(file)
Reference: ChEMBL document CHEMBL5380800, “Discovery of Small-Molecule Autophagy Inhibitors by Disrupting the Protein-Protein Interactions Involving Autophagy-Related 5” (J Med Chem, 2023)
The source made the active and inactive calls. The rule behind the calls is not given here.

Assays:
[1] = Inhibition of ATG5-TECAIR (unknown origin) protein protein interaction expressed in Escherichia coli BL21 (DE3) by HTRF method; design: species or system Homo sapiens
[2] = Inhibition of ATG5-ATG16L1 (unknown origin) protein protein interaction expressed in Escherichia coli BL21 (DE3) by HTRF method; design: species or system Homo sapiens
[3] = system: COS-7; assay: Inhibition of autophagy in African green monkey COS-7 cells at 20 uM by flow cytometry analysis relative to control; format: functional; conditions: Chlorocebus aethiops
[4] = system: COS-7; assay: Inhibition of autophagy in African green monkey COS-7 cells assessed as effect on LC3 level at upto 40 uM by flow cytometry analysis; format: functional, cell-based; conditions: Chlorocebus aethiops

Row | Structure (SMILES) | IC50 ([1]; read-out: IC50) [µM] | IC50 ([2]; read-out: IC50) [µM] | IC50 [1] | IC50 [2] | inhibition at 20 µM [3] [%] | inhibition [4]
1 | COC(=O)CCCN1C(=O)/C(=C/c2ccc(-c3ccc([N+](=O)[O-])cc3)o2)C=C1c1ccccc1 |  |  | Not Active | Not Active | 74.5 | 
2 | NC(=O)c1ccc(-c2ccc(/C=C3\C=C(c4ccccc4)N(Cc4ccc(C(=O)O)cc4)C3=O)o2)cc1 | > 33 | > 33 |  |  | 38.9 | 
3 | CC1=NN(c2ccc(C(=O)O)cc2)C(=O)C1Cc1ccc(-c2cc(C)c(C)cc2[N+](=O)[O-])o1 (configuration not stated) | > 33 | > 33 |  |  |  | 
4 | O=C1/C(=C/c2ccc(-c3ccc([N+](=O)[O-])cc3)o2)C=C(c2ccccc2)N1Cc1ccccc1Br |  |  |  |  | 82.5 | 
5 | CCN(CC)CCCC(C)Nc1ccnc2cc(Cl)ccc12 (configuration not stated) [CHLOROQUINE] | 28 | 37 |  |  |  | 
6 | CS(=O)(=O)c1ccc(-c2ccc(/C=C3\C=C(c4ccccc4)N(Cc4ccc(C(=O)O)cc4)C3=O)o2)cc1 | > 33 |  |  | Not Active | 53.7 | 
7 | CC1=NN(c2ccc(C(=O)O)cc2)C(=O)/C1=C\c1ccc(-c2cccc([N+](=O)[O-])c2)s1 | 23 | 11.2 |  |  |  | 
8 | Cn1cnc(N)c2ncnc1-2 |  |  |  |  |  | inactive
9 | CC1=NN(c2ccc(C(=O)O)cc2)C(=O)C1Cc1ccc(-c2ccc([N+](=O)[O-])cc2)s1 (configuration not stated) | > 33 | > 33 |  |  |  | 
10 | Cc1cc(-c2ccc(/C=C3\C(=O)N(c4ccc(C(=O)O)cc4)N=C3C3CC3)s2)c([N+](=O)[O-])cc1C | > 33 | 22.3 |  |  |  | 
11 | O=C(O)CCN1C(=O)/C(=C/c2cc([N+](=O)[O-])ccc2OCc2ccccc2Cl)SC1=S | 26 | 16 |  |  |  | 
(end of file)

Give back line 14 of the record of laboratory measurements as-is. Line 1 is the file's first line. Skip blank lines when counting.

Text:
6 | CS(=O)(=O)c1ccc(-c2ccc(/C=C3\C=C(c4ccccc4)N(Cc4ccc(C(=O)O)cc4)C3=O)o2)cc1 | > 33 |  |  | Not Active | 53.7 | 